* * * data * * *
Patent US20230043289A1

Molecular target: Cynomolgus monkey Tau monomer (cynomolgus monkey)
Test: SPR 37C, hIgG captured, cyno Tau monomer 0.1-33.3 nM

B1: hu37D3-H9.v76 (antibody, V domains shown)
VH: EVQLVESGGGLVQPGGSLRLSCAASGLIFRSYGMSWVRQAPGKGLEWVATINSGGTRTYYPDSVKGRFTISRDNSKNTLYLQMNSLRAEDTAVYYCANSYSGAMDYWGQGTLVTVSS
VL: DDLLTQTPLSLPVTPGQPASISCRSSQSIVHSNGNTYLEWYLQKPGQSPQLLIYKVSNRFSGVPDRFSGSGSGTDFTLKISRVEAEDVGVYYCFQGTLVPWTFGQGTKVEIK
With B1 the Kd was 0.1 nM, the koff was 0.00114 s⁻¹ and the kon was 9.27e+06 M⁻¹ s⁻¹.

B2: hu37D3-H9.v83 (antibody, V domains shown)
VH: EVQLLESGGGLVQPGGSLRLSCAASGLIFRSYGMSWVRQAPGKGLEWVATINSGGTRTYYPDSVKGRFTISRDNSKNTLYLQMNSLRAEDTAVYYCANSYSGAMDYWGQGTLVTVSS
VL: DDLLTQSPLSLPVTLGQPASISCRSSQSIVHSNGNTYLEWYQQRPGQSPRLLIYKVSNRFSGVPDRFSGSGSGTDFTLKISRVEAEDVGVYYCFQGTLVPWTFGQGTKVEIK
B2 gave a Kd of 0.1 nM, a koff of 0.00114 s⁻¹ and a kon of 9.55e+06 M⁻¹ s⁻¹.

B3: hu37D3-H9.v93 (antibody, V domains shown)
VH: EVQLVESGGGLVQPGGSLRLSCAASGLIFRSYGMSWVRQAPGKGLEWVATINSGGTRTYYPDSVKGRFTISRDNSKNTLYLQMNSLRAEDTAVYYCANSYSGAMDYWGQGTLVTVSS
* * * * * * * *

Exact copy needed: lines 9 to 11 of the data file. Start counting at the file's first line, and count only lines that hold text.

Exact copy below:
VH: EVQLLESGGGLVQPGGSLRLSCAASGLIFRSYGMSWVRQAPGKGLEWVATINSGGTRTYYPDSVKGRFTISRDNSKNTLYLQMNSLRAEDTAVYYCANSYSGAMDYWGQGTLVTVSS
VL: DDLLTQSPLSLPVTLGQPASISCRSSQSIVHSNGNTYLEWYQQRPGQSPRLLIYKVSNRFSGVPDRFSGSGSGTDFTLKISRVEAEDVGVYYCFQGTLVPWTFGQGTKVEIK
B2 gave a Kd of 0.1 nM, a koff of 0.00114 s⁻¹ and a kon of 9.55e+06 M⁻¹ s⁻¹.